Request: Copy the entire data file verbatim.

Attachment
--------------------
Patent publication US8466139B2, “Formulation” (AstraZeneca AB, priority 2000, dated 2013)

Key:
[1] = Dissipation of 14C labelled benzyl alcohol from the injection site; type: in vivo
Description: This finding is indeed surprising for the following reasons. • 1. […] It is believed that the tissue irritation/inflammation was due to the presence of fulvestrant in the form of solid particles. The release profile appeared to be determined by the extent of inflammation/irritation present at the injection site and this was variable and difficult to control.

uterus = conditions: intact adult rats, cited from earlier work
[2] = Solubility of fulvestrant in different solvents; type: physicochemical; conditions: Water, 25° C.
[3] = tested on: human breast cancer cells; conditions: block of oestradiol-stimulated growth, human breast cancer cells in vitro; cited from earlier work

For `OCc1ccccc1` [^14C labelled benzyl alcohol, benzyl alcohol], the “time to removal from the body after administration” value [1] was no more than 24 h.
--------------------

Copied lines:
Patent publication US8466139B2, “Formulation” (AstraZeneca AB, priority 2000, dated 2013)

Key:
[1] = Dissipation of 14C labelled benzyl alcohol from the injection site; type: in vivo
Description: This finding is indeed surprising for the following reasons. • 1. […] It is believed that the tissue irritation/inflammation was due to the presence of fulvestrant in the form of solid particles. The release profile appeared to be determined by the extent of inflammation/irritation present at the injection site and this was variable and difficult to control.

uterus = conditions: intact adult rats, cited from earlier work
[2] = Solubility of fulvestrant in different solvents; type: physicochemical; conditions: Water, 25° C.
[3] = tested on: human breast cancer cells; conditions: block of oestradiol-stimulated growth, human breast cancer cells in vitro; cited from earlier work

For `OCc1ccccc1` [^14C labelled benzyl alcohol, benzyl alcohol], the “time to removal from the body after administration” value [1] was no more than 24 h.